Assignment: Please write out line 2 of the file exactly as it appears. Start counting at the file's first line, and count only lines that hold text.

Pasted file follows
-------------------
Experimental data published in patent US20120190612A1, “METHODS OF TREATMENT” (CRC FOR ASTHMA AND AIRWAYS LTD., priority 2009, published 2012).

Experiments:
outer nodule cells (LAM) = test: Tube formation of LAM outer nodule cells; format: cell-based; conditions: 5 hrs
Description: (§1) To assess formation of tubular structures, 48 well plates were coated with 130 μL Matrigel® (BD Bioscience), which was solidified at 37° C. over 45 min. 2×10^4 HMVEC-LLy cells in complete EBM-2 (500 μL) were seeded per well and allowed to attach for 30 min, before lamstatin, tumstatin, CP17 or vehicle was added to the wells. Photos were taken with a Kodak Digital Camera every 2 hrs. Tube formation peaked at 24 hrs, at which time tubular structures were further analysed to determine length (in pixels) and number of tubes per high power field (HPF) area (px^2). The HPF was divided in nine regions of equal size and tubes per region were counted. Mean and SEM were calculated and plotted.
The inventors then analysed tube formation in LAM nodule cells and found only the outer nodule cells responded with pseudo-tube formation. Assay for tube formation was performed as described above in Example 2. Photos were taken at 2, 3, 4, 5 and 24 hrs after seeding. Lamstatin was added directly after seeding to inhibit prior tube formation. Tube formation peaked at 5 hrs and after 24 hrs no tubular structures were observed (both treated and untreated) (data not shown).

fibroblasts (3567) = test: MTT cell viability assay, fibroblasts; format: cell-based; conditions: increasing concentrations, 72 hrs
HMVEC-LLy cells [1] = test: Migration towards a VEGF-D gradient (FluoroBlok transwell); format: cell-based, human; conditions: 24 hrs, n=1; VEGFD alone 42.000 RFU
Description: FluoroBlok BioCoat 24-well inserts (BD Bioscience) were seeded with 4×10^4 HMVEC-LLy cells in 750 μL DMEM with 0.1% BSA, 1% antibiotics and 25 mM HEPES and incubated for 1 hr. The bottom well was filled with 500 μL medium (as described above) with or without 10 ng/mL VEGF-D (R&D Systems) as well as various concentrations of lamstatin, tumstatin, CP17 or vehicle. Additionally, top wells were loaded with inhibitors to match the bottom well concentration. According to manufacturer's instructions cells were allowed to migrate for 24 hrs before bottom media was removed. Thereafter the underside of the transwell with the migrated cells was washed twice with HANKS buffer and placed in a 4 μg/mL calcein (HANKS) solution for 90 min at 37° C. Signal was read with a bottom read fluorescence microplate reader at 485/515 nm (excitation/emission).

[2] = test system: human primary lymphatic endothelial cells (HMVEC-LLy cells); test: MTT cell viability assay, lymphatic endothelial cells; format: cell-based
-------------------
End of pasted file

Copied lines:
Experiments: